• Invoices you’ve issued
  • Sales transaction logs
  • Electronic payment reports from services like PayPal or Stripe

Lastly, assemble all records pertaining to your business expenses, which should cover:

  • Lease receipts for your business premises
  • Bills for utilities
  • Records of office supplies purchases
  • Documentation of business-related travel
  • Payroll records for employees

Note: Depending on how your LLC is organized and its tax election, you may need different information for your tax return. 

Step 2: Find The Right Tax Forms

Once you've gathered all necessary documents, the next step is to select the correct tax forms for your LLC based on its organization:

  • Single-Member LLCs: The business’s total income and expenses are reported on a Schedule C form, which is attached to the owner’s personal tax return and due by April 15 or the following business day if it lands on a weekend or holiday.
  • Multi-Member LLCs: File an information return using Form 1065. Members must fill out a Schedule K-1 showing their individual earnings or losses by March 15 or the next business day.
  • C Corporations: File a corporate tax return using Form 1120 by the April 15 deadline or on the next business day if it's a weekend or holiday.
  • S Corporations: Use Form 1120-S for the corporate tax return and distribute Schedule K-1 forms to shareholders for reporting their shares of profits or losses. The deadline for filing taxes using 1120-S is March 15 or the following business day.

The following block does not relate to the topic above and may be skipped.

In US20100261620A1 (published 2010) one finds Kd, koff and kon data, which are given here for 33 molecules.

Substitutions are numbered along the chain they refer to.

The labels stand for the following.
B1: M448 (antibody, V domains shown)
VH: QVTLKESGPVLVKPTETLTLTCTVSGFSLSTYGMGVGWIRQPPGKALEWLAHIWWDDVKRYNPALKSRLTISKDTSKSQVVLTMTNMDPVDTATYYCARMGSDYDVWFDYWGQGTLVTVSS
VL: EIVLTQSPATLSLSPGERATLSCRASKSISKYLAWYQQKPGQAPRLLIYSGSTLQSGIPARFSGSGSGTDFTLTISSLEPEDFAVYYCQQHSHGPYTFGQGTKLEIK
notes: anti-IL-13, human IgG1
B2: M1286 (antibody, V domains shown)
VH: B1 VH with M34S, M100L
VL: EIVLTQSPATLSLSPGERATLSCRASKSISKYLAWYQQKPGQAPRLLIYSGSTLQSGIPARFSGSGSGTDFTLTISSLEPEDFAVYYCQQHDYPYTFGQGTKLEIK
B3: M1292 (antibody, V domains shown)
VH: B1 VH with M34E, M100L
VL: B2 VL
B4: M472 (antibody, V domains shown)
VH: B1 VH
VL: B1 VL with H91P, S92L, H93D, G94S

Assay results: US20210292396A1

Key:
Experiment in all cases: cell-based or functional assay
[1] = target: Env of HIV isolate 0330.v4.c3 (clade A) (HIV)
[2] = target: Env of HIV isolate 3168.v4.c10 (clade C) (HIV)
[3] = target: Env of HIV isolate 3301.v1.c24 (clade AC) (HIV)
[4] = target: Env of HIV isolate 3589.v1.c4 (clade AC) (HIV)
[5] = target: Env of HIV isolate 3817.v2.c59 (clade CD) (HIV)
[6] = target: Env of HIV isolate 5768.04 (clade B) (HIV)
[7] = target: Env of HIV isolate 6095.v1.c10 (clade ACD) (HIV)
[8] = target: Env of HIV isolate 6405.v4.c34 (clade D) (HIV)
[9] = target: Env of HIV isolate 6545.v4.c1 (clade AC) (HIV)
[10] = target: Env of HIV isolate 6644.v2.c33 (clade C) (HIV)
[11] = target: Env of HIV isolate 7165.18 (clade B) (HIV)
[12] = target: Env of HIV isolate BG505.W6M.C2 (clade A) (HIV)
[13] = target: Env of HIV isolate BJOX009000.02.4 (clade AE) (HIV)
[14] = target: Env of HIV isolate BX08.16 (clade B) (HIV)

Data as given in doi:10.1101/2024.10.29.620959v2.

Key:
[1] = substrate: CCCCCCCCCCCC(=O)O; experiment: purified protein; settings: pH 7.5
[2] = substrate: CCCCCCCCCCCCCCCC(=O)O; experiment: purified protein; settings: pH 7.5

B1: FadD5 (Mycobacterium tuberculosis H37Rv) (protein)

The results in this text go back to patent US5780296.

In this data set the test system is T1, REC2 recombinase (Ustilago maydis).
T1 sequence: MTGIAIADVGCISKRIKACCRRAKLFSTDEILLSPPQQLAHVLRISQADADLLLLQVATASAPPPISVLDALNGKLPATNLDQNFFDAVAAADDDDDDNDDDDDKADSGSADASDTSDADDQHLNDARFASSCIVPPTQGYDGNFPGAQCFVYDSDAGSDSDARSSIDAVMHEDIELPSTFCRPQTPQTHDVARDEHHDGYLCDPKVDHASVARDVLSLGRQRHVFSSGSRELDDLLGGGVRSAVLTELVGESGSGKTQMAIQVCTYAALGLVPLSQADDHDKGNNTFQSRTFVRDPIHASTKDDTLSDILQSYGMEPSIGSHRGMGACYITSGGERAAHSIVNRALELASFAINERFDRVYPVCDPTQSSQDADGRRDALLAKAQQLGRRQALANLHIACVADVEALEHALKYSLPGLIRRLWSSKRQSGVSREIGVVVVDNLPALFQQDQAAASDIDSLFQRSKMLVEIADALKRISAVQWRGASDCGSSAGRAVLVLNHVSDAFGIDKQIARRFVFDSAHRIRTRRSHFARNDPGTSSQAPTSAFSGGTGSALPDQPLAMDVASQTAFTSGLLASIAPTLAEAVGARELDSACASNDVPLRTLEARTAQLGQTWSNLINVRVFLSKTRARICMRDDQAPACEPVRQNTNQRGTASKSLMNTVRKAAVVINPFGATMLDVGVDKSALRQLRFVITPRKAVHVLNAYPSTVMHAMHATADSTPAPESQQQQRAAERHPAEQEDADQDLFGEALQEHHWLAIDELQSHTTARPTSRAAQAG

Since state and local taxes will have their own individual forms and requirements, we recommend contacting your municipality or hiring an accountant for guidance.

With the appropriate documentation gathered and the correct tax forms for your business entity on hand, you’ll be ready to fill them out and submit them.

Step 3: File Your Taxes

The majority of businesses choose electronic filing for its speed, enhanced security, and reliability compared to paper filing, which can be slower and more prone to errors. Here’s how it works:

  • Federal Tax Returns: The IRS provides two electronic services for tax submission: Free File for businesses with an AGI below $72,000 and Free Fillable Forms for those above the threshold.